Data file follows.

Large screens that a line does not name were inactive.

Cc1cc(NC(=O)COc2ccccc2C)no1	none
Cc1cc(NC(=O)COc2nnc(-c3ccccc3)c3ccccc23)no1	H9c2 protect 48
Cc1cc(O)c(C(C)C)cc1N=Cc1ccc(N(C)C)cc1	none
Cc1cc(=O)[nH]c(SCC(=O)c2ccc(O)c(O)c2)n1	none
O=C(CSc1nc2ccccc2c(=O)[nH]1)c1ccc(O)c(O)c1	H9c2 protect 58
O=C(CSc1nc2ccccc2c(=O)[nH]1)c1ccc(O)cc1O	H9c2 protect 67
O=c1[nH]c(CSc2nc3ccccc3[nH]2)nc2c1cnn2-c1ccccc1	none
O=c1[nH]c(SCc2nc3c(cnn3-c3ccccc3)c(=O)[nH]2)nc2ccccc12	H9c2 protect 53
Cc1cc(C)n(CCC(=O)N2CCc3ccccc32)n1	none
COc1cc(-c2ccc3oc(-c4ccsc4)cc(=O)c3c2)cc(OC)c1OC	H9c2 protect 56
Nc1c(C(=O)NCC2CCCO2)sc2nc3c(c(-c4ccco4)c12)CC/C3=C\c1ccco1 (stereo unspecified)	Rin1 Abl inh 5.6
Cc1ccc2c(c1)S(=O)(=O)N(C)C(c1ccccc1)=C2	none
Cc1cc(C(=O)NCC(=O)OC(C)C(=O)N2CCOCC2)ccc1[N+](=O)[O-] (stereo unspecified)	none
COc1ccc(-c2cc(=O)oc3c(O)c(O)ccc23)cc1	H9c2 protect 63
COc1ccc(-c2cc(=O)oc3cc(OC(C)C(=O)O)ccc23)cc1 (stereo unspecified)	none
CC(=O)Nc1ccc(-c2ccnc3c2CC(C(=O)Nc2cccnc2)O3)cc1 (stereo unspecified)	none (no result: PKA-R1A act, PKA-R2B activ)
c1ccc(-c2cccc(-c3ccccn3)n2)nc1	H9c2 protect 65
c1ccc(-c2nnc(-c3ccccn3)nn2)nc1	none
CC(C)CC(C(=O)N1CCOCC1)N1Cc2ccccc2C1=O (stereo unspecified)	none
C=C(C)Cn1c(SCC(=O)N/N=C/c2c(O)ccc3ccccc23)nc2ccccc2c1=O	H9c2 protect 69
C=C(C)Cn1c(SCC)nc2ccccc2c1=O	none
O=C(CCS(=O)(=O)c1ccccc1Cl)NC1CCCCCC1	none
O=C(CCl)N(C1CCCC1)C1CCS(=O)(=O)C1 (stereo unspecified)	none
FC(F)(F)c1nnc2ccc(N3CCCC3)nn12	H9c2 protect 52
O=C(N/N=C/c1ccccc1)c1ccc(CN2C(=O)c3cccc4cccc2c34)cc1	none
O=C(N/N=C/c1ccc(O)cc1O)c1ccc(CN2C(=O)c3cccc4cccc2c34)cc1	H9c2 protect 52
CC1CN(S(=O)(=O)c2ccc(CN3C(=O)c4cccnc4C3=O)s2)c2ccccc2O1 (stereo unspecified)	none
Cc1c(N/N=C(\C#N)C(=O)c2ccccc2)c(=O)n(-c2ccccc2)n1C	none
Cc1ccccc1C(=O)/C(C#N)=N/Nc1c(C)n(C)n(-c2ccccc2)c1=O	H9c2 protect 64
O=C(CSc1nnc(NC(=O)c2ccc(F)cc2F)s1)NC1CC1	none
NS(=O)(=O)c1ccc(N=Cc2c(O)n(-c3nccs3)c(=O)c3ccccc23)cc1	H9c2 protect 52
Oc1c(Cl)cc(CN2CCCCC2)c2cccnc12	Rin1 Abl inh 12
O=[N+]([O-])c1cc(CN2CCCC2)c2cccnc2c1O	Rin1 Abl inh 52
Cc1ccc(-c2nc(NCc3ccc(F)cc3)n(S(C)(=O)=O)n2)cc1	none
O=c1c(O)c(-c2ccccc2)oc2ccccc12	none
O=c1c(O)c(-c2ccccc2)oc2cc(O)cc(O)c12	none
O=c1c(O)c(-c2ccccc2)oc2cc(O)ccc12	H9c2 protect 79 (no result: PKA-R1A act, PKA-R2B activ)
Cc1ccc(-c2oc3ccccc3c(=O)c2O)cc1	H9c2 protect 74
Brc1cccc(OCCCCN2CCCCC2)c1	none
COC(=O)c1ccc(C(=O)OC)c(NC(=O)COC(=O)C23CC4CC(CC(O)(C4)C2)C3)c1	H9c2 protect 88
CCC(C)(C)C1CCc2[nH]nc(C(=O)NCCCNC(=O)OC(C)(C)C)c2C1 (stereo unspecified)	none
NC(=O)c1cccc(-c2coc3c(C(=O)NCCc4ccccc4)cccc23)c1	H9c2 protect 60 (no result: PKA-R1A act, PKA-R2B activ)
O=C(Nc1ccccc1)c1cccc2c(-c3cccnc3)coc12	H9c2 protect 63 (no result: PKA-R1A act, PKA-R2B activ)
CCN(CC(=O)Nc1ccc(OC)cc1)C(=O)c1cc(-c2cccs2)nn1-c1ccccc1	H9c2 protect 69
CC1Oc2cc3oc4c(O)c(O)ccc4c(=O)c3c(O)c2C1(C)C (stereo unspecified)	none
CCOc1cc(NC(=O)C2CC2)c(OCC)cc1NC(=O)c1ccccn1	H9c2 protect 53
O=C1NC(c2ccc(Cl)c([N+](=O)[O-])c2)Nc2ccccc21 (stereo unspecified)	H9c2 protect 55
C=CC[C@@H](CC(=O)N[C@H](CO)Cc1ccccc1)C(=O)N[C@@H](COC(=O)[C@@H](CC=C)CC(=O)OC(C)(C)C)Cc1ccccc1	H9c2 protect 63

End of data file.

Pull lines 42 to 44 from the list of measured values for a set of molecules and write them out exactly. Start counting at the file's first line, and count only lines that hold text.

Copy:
CCC(C)(C)C1CCc2[nH]nc(C(=O)NCCCNC(=O)OC(C)(C)C)c2C1 (stereo unspecified)	none
NC(=O)c1cccc(-c2coc3c(C(=O)NCCc4ccccc4)cccc23)c1	H9c2 protect 60 (no result: PKA-R1A act, PKA-R2B activ)
O=C(Nc1ccccc1)c1cccc2c(-c3cccnc3)coc12	H9c2 protect 63 (no result: PKA-R1A act, PKA-R2B activ)